The FBI is warning that state-level shutdowns due to the coronavirus may delay the background checks required to purchase a new or used handgun at retail.
The National Instant Criminal Background Check System (NICS) gives one of three responses when a background check for a gun purchase is performed. It either gives an approval; a fail, which means no sale; or a delay, which means the instant review can be extended up to three business days for further records checks on the would-be buyer.
The FBI posted a message to their NICS page intimating that state-level shutdowns over coronavirus could impact the three-day time frame for extended checks. This time-frame, referred to as the Brady Transfer Date, is the subject of the FBI message:
Should a state choose to limit their days of operation or close state offices, this could potentially impact the Brady Transfer Date (BTD) by changing the time in which an FFL can legally transfer a firearm in a delayed status. The NICS Section urges FFLs to be cognizant of the impact this may have to your day-to-day operations, and also to stress the importance of adhering to the BTD that is provided to you at the time a transaction is put into a Delay status. The Brady Act does not federally prohibit an FFL from transferring a firearm after the third business day expires, even if the NICS Section has been unable to provide a proceed response, pursuant to 18 U.S.C. § 922(t)(1).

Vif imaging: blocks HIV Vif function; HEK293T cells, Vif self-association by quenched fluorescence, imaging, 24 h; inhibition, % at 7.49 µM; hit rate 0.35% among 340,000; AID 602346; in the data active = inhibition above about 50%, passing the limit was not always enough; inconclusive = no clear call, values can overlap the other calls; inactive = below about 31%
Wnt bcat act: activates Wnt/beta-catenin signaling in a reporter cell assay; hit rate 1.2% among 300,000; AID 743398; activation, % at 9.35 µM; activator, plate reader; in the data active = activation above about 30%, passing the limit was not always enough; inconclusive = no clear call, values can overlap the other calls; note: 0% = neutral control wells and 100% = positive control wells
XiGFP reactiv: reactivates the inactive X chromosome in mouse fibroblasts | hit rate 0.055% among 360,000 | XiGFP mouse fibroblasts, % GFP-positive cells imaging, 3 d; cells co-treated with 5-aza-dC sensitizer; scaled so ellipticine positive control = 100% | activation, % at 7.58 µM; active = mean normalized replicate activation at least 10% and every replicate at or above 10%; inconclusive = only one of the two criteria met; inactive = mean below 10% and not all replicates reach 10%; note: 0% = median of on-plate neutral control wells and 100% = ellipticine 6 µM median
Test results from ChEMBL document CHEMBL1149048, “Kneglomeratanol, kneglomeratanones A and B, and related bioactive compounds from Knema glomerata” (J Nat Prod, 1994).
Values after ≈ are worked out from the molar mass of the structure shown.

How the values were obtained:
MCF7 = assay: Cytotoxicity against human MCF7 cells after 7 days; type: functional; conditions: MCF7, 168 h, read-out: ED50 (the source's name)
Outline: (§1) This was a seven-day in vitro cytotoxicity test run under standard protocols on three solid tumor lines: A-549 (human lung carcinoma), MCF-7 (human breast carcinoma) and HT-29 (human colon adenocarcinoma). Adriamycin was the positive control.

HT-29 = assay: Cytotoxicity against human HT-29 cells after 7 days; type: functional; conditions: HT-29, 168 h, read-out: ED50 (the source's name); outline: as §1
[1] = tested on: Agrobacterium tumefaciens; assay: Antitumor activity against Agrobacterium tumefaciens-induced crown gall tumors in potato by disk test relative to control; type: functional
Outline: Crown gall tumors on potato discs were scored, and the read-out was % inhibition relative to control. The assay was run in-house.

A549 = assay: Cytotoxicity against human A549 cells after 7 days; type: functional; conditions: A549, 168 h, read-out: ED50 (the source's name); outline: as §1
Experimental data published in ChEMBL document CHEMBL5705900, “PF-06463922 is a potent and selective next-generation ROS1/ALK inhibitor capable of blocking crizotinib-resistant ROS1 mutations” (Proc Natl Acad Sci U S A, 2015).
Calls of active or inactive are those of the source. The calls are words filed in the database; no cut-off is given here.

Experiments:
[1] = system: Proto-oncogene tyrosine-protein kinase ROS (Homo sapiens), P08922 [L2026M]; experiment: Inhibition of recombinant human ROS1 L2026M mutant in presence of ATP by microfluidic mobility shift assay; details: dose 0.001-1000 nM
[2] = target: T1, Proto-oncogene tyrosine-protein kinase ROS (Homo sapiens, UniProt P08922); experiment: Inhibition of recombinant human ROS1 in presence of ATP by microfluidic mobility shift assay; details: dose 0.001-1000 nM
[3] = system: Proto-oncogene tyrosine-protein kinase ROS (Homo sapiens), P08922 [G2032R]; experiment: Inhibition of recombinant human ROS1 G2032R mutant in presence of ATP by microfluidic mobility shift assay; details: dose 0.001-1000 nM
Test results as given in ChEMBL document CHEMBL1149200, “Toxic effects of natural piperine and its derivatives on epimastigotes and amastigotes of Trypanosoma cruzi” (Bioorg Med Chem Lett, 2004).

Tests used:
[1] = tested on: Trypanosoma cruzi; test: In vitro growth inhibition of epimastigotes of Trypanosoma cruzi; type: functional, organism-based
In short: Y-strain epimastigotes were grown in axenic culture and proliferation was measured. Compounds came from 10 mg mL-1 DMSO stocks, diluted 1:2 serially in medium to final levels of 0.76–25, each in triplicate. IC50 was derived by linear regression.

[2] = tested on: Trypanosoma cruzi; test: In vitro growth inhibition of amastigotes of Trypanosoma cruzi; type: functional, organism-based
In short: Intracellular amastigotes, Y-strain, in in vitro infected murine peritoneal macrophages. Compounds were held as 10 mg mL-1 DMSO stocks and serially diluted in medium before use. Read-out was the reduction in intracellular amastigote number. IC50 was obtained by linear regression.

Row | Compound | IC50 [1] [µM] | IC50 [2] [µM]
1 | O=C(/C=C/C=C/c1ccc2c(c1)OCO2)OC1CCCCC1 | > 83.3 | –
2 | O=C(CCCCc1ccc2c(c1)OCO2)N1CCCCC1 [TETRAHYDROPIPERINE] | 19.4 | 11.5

Gun sales are currently surging across the country, and the FBI is warning that shutdowns could impact transfer times.
AWR Hawkins is an award-winning Second Amendment columnist for Breitbart News and the writer/curator of Down Range with AWR Hawkins, a weekly newsletter focused on all things Second Amendment, also for Breitbart News. He is the political analyst for Armed American Radio. Follow him on Twitter: @AWRHawkins. Reach him at firstname.lastname@example.org. You can sign up to get Down Range at breitbart.com/downrange.